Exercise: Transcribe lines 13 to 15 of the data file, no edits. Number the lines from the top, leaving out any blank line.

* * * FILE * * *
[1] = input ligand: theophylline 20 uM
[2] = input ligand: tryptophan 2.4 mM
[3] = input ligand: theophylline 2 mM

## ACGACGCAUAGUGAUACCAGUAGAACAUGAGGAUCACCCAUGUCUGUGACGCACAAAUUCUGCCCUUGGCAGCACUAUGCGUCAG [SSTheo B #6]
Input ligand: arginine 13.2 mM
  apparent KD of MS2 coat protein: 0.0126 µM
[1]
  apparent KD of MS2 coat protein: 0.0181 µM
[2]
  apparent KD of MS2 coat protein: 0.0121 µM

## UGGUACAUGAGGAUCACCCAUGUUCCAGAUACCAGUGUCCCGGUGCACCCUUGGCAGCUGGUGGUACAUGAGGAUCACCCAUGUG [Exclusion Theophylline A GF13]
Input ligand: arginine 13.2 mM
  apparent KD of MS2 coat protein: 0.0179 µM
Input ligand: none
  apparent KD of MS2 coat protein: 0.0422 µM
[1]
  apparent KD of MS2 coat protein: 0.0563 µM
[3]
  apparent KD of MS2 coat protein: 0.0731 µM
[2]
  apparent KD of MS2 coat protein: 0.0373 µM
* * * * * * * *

  apparent KD of MS2 coat protein: 0.0179 µM
Input ligand: none
  apparent KD of MS2 coat protein: 0.0422 µM